• Shopping Fast: Another way to fast that fits with the spirit of Advent is to limit purchases to only what is necessary. Limiting shopping for oneself is a way to practice self-discipline. 
  • Charitable Fasting: Some people combine fasting with the practice of almsgiving by using the resources saved from reduced food consumption to help those in need. This can be a way to link personal sacrifice with charity.


Almsgiving is a significant and meaningful practice during the Advent season for Catholics and other Christians. Almsgiving, which involves giving to those in need or performing acts of charity, aligns with the themes of generosity, compassion, and sharing that are central to our faith. It is a way to express the spirit of generosity that reflects God’s love for us and encourages us to be more giving, compassionate, and selfless. It’s also a way for families to find balance in a world that is increasingly materialistic. 

Parishioners may go online to find ideas for charitable giving. There are many causes that Catholics may choose to donate to that align with their personal values. Homeless shelters, food banks, children’s homes, education and scholarships, healthcare–the list is long and can be a bit overwhelming. 

We suggest it may be helpful to provide your parish with a curated list of causes that the parish actively participates in and supports, particularly efforts that impact your local community or region. Rallying around these during Lent can help parishioners feel they belong, and that they make a difference.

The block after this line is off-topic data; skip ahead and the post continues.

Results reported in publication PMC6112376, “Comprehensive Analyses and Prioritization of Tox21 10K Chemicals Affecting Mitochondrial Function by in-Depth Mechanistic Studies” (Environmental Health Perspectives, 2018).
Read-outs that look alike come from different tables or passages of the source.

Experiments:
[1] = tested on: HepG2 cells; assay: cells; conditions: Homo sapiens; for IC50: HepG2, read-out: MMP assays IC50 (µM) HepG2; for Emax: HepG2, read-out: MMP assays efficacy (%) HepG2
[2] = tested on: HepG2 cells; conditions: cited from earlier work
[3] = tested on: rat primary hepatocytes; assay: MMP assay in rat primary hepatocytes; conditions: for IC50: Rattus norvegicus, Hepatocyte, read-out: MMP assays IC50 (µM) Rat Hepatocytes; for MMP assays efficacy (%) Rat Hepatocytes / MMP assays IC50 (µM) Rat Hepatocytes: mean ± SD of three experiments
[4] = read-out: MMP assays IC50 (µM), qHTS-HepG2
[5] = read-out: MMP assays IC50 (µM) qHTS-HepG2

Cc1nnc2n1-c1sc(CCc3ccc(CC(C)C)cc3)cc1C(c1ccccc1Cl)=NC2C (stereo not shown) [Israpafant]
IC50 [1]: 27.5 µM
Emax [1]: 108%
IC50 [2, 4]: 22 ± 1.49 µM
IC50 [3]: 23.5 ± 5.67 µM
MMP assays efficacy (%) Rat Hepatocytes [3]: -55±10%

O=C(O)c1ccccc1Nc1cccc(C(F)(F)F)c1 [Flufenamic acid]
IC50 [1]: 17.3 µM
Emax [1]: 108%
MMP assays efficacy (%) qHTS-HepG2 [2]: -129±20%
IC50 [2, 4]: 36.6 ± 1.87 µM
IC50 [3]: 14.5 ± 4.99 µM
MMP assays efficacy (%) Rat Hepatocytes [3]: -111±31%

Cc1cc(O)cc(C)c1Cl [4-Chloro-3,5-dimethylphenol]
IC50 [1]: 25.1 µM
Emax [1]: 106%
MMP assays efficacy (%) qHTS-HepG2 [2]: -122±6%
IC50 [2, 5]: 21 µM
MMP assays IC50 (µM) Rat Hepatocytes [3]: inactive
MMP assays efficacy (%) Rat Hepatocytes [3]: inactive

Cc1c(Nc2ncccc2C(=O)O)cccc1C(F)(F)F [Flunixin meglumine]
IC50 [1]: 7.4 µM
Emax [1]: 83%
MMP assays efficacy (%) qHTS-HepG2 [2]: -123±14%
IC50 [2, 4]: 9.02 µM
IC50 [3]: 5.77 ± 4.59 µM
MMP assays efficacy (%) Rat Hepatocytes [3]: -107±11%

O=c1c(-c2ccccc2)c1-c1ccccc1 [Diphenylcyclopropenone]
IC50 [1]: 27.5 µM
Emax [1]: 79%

Here are some ideas you can customize and share.

  • Parish and Church Collections: During Advent, it is normal and expected that you would offer special collections or do additional fundraising to support the needs of your parish community. Make it easy for parishioners to find and donate to these funds. For instance, make a QR code and have it displayed in your parish so families can easily scan the code and donate directly from their phones.
  • Advent Charities: Initiate or expand on your specific Advent charity programs that support local families in need. This may include providing food, clothing, and gifts to those who are less fortunate, especially around the Christmas season. 
  • Missionary Work: Catholics may want to support missionary organizations that work to spread the Gospel and provide assistance to underserved communities, both locally and abroad. Suggest one or more of these organizations that align with your parish’s mission and vision or that parishioners have participated in, and link to them from your website.